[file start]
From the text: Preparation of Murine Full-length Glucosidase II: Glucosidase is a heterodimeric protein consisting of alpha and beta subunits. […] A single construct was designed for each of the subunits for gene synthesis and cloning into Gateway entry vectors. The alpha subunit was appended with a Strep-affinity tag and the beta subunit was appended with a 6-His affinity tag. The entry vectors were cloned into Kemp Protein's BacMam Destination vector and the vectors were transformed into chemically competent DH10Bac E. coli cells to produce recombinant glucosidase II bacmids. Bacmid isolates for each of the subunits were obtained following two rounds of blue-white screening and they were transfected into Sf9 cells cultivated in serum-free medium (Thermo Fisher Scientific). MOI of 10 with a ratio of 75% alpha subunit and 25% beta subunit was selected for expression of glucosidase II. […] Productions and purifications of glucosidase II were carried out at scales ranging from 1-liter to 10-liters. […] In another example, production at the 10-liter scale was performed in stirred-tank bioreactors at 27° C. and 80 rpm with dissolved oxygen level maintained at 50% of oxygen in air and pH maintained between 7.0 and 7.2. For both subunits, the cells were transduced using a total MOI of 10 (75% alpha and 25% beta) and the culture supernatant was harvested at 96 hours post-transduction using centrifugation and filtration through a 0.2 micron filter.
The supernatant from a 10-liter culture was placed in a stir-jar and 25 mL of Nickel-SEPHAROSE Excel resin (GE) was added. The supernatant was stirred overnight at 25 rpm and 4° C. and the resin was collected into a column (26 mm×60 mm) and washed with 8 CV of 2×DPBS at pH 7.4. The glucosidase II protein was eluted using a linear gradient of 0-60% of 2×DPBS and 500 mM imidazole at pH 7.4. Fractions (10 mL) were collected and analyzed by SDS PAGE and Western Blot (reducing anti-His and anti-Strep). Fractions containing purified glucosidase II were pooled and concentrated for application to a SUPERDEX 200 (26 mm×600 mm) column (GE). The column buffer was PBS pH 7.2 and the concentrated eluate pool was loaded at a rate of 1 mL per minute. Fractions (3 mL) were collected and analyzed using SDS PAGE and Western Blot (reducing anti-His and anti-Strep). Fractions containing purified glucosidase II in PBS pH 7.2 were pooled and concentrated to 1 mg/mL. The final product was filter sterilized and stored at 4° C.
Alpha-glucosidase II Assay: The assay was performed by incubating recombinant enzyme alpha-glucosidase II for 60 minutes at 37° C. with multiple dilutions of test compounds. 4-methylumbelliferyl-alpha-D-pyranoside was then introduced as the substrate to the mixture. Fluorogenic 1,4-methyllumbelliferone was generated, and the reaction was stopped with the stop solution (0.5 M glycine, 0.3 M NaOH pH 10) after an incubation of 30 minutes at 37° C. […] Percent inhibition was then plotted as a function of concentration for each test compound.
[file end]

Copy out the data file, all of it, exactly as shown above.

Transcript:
From the text: Preparation of Murine Full-length Glucosidase II: Glucosidase is a heterodimeric protein consisting of alpha and beta subunits. […] A single construct was designed for each of the subunits for gene synthesis and cloning into Gateway entry vectors. The alpha subunit was appended with a Strep-affinity tag and the beta subunit was appended with a 6-His affinity tag. The entry vectors were cloned into Kemp Protein's BacMam Destination vector and the vectors were transformed into chemically competent DH10Bac E. coli cells to produce recombinant glucosidase II bacmids. Bacmid isolates for each of the subunits were obtained following two rounds of blue-white screening and they were transfected into Sf9 cells cultivated in serum-free medium (Thermo Fisher Scientific). MOI of 10 with a ratio of 75% alpha subunit and 25% beta subunit was selected for expression of glucosidase II. […] Productions and purifications of glucosidase II were carried out at scales ranging from 1-liter to 10-liters. […] In another example, production at the 10-liter scale was performed in stirred-tank bioreactors at 27° C. and 80 rpm with dissolved oxygen level maintained at 50% of oxygen in air and pH maintained between 7.0 and 7.2. For both subunits, the cells were transduced using a total MOI of 10 (75% alpha and 25% beta) and the culture supernatant was harvested at 96 hours post-transduction using centrifugation and filtration through a 0.2 micron filter.
The supernatant from a 10-liter culture was placed in a stir-jar and 25 mL of Nickel-SEPHAROSE Excel resin (GE) was added. The supernatant was stirred overnight at 25 rpm and 4° C. and the resin was collected into a column (26 mm×60 mm) and washed with 8 CV of 2×DPBS at pH 7.4. The glucosidase II protein was eluted using a linear gradient of 0-60% of 2×DPBS and 500 mM imidazole at pH 7.4. Fractions (10 mL) were collected and analyzed by SDS PAGE and Western Blot (reducing anti-His and anti-Strep). Fractions containing purified glucosidase II were pooled and concentrated for application to a SUPERDEX 200 (26 mm×600 mm) column (GE). The column buffer was PBS pH 7.2 and the concentrated eluate pool was loaded at a rate of 1 mL per minute. Fractions (3 mL) were collected and analyzed using SDS PAGE and Western Blot (reducing anti-His and anti-Strep). Fractions containing purified glucosidase II in PBS pH 7.2 were pooled and concentrated to 1 mg/mL. The final product was filter sterilized and stored at 4° C.
Alpha-glucosidase II Assay: The assay was performed by incubating recombinant enzyme alpha-glucosidase II for 60 minutes at 37° C. with multiple dilutions of test compounds. 4-methylumbelliferyl-alpha-D-pyranoside was then introduced as the substrate to the mixture. Fluorogenic 1,4-methyllumbelliferone was generated, and the reaction was stopped with the stop solution (0.5 M glycine, 0.3 M NaOH pH 10) after an incubation of 30 minutes at 37° C. […] Percent inhibition was then plotted as a function of concentration for each test compound.